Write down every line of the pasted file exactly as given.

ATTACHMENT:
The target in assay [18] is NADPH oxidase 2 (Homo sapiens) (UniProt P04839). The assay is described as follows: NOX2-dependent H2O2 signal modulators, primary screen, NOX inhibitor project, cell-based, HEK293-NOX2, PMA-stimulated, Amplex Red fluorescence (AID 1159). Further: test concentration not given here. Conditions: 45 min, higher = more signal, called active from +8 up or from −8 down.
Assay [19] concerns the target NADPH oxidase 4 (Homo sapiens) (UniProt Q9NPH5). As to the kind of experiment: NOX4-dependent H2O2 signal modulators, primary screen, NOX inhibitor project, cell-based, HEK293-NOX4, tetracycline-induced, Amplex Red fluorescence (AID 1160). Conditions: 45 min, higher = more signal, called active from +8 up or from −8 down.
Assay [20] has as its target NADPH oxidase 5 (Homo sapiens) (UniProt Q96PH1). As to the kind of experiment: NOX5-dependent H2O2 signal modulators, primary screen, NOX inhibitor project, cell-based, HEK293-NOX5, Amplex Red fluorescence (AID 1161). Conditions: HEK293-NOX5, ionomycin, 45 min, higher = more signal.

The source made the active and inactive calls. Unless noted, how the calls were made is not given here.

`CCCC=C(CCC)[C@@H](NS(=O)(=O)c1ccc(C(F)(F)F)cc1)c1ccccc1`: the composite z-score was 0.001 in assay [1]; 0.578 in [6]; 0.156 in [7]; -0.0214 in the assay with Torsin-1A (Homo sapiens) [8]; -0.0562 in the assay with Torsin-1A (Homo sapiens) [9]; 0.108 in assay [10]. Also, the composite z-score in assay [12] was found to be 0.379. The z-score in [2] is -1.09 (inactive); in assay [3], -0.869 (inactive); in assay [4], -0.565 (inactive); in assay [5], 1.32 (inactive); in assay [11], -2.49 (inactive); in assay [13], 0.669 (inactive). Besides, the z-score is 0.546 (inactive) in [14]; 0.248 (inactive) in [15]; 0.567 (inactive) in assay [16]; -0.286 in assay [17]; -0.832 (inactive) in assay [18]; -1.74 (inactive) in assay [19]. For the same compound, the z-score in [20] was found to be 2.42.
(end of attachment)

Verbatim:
The target in assay [18] is NADPH oxidase 2 (Homo sapiens) (UniProt P04839). The assay is described as follows: NOX2-dependent H2O2 signal modulators, primary screen, NOX inhibitor project, cell-based, HEK293-NOX2, PMA-stimulated, Amplex Red fluorescence (AID 1159). Further: test concentration not given here. Conditions: 45 min, higher = more signal, called active from +8 up or from −8 down.
Assay [19] concerns the target NADPH oxidase 4 (Homo sapiens) (UniProt Q9NPH5). As to the kind of experiment: NOX4-dependent H2O2 signal modulators, primary screen, NOX inhibitor project, cell-based, HEK293-NOX4, tetracycline-induced, Amplex Red fluorescence (AID 1160). Conditions: 45 min, higher = more signal, called active from +8 up or from −8 down.
Assay [20] has as its target NADPH oxidase 5 (Homo sapiens) (UniProt Q96PH1). As to the kind of experiment: NOX5-dependent H2O2 signal modulators, primary screen, NOX inhibitor project, cell-based, HEK293-NOX5, Amplex Red fluorescence (AID 1161). Conditions: HEK293-NOX5, ionomycin, 45 min, higher = more signal.

The source made the active and inactive calls. Unless noted, how the calls were made is not given here.

`CCCC=C(CCC)[C@@H](NS(=O)(=O)c1ccc(C(F)(F)F)cc1)c1ccccc1`: the composite z-score was 0.001 in assay [1]; 0.578 in [6]; 0.156 in [7]; -0.0214 in the assay with Torsin-1A (Homo sapiens) [8]; -0.0562 in the assay with Torsin-1A (Homo sapiens) [9]; 0.108 in assay [10]. Also, the composite z-score in assay [12] was found to be 0.379. The z-score in [2] is -1.09 (inactive); in assay [3], -0.869 (inactive); in assay [4], -0.565 (inactive); in assay [5], 1.32 (inactive); in assay [11], -2.49 (inactive); in assay [13], 0.669 (inactive). Besides, the z-score is 0.546 (inactive) in [14]; 0.248 (inactive) in [15]; 0.567 (inactive) in assay [16]; -0.286 in assay [17]; -0.832 (inactive) in assay [18]; -1.74 (inactive) in assay [19]. For the same compound, the z-score in [20] was found to be 2.42.